Mosquito spit and skin welts boost viral infection

How your body reacts to a virus-laden mosquito bite may lead to illness more than the virus itself. Anthea Batsakis reports.

If a mosquito is infected with a virus, that pathogen can use aspects of the unfortunate host to its advantage.

Mosquito spit and inflamed welts following a bite give viruses such as dengue fever a boost by helping them hijack our immune system, two recent studies in mice showed.

American researchers led by the University of California, Berkeley’s Michael Schmid found mosquito saliva, which is injected into your skin when the insect draws blood, amplifies dengue fever's symptoms. They published their work in PLOS Pathogens last week.

And a European team led by Marieke Pingen at the University of Leeds, UK discovered the swelling that arises after a mosquito’s blood feast gives viruses a leg-up around the host’s body. Their research was published in the journal Immunity today.

“It’s the body’s reaction to the mosquito bite as much as the potential introduction of the virus which may lead to illness,” says Cameron Webb, an entomologist at Australia’s University of Sydney.

The work may help develop vaccines or treatments that calm a host’s vigorous immune response to infection.

Mosquito saliva is a complex fluid. It’s a lubricant, an anaesthetic and an anticoagulant to help with the blood-feeding process. It also transports viruses.

When a mosquito ingests infected blood, the virus starts out in their gut, then makes its way to the insect’s salivary glands after a few days where it hitches a ride on the salivary injection to the next host.

“Mosquitoes aren’t like a dirty syringe that transfers droplets of blood from person to person,” Webb says.

“The mosquitoes themselves need to be infected with a virus before they can pass it on.”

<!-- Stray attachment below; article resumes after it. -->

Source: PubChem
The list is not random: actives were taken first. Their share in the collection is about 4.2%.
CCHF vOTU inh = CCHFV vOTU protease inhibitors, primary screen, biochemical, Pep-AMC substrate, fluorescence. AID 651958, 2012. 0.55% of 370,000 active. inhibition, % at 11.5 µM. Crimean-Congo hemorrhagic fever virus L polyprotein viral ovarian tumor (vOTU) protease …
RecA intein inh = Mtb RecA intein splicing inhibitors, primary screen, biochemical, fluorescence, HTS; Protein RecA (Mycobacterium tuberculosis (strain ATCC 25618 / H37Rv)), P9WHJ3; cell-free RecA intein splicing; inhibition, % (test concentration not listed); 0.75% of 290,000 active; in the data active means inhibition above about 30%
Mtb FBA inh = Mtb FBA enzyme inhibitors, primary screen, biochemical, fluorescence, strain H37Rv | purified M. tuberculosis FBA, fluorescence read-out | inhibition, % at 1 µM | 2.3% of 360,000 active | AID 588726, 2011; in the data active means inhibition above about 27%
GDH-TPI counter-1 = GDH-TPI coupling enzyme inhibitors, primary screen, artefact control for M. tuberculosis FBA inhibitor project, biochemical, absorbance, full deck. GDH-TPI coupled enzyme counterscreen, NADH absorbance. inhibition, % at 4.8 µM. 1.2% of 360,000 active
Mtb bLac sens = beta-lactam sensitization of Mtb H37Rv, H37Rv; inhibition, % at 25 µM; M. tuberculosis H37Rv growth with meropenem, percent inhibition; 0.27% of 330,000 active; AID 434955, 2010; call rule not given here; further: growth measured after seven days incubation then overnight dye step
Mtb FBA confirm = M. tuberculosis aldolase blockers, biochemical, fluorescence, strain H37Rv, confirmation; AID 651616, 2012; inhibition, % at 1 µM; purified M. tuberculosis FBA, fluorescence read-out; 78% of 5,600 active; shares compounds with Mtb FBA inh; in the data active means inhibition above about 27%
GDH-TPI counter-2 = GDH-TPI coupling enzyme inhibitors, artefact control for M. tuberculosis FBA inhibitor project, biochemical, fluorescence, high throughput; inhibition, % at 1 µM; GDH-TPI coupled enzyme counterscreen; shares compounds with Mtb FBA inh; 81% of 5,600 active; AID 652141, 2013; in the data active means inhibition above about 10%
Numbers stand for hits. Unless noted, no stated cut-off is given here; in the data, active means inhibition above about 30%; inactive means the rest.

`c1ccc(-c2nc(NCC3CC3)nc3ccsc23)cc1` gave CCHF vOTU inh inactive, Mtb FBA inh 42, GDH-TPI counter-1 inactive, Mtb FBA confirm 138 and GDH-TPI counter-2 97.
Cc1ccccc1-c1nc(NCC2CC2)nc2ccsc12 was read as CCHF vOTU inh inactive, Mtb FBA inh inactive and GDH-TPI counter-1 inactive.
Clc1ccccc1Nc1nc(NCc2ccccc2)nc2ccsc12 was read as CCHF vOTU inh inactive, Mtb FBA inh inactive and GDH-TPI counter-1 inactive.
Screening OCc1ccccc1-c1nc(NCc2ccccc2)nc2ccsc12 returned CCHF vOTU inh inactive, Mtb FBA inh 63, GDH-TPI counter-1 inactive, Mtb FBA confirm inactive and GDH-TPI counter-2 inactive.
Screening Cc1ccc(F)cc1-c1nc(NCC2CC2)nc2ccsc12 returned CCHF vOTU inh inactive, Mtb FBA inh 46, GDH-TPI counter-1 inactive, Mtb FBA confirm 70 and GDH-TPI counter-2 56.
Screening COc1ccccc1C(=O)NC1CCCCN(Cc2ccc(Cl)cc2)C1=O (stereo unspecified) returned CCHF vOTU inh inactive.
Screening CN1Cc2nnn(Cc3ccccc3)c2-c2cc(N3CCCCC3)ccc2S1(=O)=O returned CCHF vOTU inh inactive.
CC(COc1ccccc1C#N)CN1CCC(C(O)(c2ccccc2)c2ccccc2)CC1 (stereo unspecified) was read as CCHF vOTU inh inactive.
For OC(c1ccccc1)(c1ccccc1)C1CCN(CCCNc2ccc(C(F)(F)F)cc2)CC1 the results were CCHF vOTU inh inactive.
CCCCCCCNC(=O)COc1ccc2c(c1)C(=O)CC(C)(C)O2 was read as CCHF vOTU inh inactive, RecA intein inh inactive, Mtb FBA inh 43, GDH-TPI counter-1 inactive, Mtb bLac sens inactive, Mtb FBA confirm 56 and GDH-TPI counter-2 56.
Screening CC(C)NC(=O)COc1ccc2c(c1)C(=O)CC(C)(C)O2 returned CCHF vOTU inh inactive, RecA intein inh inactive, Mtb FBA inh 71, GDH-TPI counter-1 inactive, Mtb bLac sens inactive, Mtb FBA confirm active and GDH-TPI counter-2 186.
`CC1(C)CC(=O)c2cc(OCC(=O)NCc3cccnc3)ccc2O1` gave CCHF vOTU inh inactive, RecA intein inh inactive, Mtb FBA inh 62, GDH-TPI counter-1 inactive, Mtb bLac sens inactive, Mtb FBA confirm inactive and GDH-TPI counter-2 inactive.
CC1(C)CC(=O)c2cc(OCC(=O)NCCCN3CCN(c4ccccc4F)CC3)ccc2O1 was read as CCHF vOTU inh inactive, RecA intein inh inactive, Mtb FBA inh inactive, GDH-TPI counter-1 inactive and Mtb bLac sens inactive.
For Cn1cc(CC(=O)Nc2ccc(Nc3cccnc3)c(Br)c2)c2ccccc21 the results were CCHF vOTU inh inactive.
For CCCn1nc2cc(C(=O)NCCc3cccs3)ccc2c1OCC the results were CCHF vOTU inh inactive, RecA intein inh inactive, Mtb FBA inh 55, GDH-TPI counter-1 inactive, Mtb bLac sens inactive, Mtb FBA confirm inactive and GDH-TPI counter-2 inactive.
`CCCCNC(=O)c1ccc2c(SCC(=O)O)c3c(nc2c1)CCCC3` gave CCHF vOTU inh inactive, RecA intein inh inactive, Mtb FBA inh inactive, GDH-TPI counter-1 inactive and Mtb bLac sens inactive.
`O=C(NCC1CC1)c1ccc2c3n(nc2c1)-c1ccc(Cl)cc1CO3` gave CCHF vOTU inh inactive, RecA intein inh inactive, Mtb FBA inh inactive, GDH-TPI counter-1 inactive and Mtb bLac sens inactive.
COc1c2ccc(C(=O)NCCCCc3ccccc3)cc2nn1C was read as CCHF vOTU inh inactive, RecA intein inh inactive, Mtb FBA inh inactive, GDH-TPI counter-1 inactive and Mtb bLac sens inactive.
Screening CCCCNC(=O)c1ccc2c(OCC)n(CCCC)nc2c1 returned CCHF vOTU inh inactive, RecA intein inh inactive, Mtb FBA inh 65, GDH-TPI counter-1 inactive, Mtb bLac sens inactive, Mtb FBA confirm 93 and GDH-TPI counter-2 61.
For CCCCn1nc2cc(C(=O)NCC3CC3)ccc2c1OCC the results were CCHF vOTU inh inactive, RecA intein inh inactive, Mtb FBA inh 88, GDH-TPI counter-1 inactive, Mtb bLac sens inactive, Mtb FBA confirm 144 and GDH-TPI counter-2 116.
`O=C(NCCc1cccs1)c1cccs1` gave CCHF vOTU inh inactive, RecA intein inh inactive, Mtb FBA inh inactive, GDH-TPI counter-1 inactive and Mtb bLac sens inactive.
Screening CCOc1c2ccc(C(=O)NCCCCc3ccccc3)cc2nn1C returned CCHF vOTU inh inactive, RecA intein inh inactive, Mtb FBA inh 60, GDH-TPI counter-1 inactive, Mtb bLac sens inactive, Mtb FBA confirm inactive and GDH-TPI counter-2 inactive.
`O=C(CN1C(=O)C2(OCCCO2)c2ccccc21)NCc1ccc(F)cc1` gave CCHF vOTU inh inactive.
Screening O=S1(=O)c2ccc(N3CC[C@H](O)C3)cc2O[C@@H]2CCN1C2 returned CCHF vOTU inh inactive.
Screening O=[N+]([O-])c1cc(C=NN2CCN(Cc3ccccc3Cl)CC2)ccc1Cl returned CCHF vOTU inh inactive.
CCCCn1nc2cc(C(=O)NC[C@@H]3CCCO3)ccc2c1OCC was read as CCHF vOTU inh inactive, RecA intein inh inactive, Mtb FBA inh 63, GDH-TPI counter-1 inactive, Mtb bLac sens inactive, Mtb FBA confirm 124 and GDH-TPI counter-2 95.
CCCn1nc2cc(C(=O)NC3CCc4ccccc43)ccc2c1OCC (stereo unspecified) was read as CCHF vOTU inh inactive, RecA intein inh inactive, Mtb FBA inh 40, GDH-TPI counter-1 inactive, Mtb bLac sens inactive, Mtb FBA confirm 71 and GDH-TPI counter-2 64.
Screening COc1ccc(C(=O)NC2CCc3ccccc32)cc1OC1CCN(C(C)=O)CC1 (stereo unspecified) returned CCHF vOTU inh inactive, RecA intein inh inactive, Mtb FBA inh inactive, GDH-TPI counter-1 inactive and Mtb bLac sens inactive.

The US team found mosquito saliva has a role in the host's body, too – it can increase the severity of dengue infection.

There are at least four types of dengue virus, known as serotypes. After a person is infected with any of the serotypes, their immune system manufactures antibodies that match it to identify it and clear it away, should reinfection occur.

But when a patient is infected down the track by one of the other serotypes, antibodies from the first don’t destroy the new virus. Rather, they can force immune cells in the host to become replication stations for the new virus.

As a result, dengue virus becomes potentially fatal for second-round infection.

Without an influx of white blood cells, the viruses couldn’t replicate and didn’t spread.

The researchers tested two groups of mice – one with serotype antibodies, the other without – and their reaction to dengue with and without mosquito saliva.

They found adding mosquito saliva to the dengue infection made the mice with antibodies much sicker than their antibody-free counterparts. They think it's partly because a compound in the saliva makes blood vessels "leaky" and allows the virus to spread further.

The researchers from Europe took a similar approach but were more concerned with the lumps that emerge on your skin after being bitten. They examined the Semliki Forest virus and Bunyamwera virus in mice.

When a mosquito pierces your skin and the saliva starts flowing, your body sends white blood cells to rush the area and dispatch the invasion.

But instead of clearing the pathogens away, the white blood cells become infected with the virus, which replicates within them and spreads rapidly around the body.

This immune cell infection seems to be a necessary step for the viruses, the researchers found – without an influx of white blood cells, the viruses couldn’t replicate and didn’t spread.

Mice with inflamed welts suffered more severe reactions to the viruses compared to those with no inflammation. Their findings could mean topical anti-inflammatory creams that help treat swelling could stop the virus carrying out its full potential.

Webb says prevention, though, is key – wearing insect repellent during times and places mosquitos are active is still the most effective way to avoid contracting a mosquito-borne virus.

“Until we have vaccines available to all mosquito-borne pathogens, avoiding mosquito bites are going to remain the most important way to minimise public health risks.”

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